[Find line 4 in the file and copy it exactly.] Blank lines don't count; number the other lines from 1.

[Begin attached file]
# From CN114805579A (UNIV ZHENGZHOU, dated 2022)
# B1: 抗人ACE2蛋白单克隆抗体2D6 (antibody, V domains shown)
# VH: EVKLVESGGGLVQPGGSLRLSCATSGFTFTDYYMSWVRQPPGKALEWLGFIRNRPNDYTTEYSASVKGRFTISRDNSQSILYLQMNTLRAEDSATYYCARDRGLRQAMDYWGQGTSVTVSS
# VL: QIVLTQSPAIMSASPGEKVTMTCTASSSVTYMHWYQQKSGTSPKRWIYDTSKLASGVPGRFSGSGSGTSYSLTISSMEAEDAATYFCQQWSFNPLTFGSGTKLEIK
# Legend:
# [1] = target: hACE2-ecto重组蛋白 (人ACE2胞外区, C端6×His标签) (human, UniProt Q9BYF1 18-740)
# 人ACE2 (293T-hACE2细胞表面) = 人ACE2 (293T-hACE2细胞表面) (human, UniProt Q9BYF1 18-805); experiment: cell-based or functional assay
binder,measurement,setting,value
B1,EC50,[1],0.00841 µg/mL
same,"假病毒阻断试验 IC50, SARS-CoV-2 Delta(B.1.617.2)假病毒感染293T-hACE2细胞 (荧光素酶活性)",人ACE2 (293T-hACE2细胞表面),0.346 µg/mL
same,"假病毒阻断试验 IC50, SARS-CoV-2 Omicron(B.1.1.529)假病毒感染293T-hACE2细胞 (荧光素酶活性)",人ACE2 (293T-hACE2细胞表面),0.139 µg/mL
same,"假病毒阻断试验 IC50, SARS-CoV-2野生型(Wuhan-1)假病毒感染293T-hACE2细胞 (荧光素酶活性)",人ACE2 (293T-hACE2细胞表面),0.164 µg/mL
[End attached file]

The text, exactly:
# VL: QIVLTQSPAIMSASPGEKVTMTCTASSSVTYMHWYQQKSGTSPKRWIYDTSKLASGVPGRFSGSGSGTSYSLTISSMEAEDAATYFCQQWSFNPLTFGSGTKLEIK